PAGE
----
The diagnosis of fatigue is challenging because of its recognition as an independent entity that can also be a feature of other disturbances. For example, fatigue is one of the criteria for diagnosing major depression. It can be impossible to distinguish fatigue due to depression from that related to other factors. However, assessments of fatigue must account for the possibility of a depressive disturbance.
A number of fatigue rating scales have been developed for the general population and for specific conditions. Unidimensional fatigue scales provide a single score that represents the range of symptoms and behaviors whereas multidimensional scales provide a profile of various qualitative and quantitative aspects of fatigue. The Parkinson's Fatigue Scale (PFS) was developed as a disease specific scale to overcome limitations of generic scales, which do not account for motor symptoms and to measure the single construct of physical fatigue. Most fatigue scales use set cut-off scores to define presence or absence of clinically significant fatigue.
Optimal management of apathy and fatigue involves vigilance for the symptoms of each, use of informants to obtain information to establish clinical diagnoses, and judicious use of assessment tools to screen for the presence of non-motor symptoms. Treatments for both include illness education to families and patients about depression, fatigue, apathy, and cognitive disturbances in PD, behavioral strategies to maximize executive functions, and use of medications to treat mood disorders and cognitive disturbances; improvements in co-morbid conditions may be sufficient to relieve apathy and fatigue when they do occur.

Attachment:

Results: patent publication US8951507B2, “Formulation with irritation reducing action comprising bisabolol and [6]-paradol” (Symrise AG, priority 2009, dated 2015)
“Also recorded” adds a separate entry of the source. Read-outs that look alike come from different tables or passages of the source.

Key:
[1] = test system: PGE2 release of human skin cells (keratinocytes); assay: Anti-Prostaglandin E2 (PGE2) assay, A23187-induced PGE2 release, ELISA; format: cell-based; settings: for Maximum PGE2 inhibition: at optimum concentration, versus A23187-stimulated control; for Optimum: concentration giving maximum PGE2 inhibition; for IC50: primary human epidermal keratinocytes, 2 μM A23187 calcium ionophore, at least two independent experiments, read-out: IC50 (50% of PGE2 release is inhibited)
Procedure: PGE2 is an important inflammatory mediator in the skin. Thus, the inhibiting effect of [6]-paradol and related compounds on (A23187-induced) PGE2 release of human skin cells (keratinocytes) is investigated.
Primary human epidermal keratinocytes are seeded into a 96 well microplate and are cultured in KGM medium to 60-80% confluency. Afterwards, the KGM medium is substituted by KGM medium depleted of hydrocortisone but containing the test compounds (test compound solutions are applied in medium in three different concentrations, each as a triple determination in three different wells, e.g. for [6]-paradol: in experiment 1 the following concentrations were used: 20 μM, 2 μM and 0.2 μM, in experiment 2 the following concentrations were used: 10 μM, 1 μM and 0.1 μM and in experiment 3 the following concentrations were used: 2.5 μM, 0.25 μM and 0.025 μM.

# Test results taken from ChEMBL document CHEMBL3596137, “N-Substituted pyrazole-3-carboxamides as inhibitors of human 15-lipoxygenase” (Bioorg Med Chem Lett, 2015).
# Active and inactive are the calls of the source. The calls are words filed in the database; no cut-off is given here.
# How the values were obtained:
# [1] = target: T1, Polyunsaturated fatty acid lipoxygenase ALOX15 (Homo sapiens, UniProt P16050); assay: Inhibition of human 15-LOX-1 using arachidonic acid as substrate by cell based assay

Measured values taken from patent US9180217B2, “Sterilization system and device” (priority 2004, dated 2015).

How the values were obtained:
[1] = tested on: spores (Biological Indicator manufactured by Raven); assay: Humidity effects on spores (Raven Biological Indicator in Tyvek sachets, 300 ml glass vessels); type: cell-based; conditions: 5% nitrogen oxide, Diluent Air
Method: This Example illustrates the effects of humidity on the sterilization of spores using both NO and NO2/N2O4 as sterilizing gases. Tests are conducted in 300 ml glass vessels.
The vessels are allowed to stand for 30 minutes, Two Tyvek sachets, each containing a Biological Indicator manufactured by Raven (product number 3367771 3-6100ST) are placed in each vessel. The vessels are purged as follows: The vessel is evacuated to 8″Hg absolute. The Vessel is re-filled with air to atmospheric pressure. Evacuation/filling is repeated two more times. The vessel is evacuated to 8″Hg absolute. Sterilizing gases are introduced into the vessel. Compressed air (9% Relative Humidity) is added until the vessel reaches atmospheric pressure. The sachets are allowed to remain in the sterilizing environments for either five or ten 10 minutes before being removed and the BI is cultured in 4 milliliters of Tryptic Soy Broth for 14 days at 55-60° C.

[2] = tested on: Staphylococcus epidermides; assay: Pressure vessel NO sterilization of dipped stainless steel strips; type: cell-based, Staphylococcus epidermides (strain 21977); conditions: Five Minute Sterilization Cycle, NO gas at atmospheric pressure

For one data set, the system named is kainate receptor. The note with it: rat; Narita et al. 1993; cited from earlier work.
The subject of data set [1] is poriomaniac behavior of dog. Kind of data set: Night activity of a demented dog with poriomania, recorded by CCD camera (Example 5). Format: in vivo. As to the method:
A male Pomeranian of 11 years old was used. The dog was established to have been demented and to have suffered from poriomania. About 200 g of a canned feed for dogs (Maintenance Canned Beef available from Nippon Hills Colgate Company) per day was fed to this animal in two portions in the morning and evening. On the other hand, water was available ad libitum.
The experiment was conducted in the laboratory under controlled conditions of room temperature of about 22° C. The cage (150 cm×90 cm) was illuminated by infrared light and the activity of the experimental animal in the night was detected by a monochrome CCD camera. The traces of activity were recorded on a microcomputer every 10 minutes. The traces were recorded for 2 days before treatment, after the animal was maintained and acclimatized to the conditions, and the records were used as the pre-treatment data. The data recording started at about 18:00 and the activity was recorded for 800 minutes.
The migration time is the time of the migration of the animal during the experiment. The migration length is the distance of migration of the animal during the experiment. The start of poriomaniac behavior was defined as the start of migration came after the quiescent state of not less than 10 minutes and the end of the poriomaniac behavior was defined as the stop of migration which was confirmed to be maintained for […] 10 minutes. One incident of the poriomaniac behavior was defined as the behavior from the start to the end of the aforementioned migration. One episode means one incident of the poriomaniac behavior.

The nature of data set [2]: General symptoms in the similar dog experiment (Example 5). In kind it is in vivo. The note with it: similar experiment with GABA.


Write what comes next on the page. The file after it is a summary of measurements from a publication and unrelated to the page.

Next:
Studies on the specific treatment of apathy in PD are limited. Management is often difficult since patients are indifferent to the need to attend to their own health and well-being and their inactivity can be misconstrued as “characterological laziness”. Non-pharmacologic strategies involve providing an individualized daily schedule and structure with varied activities and group experiences that help to maintain a satisfactory activity level and enrichment. Campbell and Duffy underscore the role of the family as a therapeutic resource as patients benefit from a “goal-directed, reality-based, and paternalistic approach that essentially allows the caregiver to function as an `auxiliary executive'”. Possible medications include dopamine agonists, psychostimulants, modafanil, dopamine agonists, and testosterone[60, 62, 77]. Deep brain stimulation effects on apathy are inconsistent.
Few studies have investigated treatment of fatigue. In placebo-controlled trials, methylphenidate had a favorable effect on fatigue and l-dopa improved physical fatigue. Dopamine agonists have been helpful for some, but fatigue worsened in the placebo group compared to those who initiated levodopa therapy in early course untreated PD. Whereas modafanil, a wake-promoting drug, improved excessive daytime sleepiness but not fatigue in PD in a double-blind placebo-controlled trial, nocturnally administered sodium oxybate improved fatigue and excessive daytime sleepiness in PD.
Psychotic symptoms include visuo-perceptual symptoms such as visual hallucination (VH), illusions, passage and presence phenomena (See table 2 for definition of these phenomena). Hallucinations may also occur from other modalities, mainly auditory, but usually in combination with VH. In addition, thought disorders, typically delusions, may occur. Psychotic symptoms may be mild or severe, occur together or single, be accompanied by insight of the pathological nature of the symptom or nor, and may be accompanied by affective and behavioural disturbances and require psychiatric hospitalization.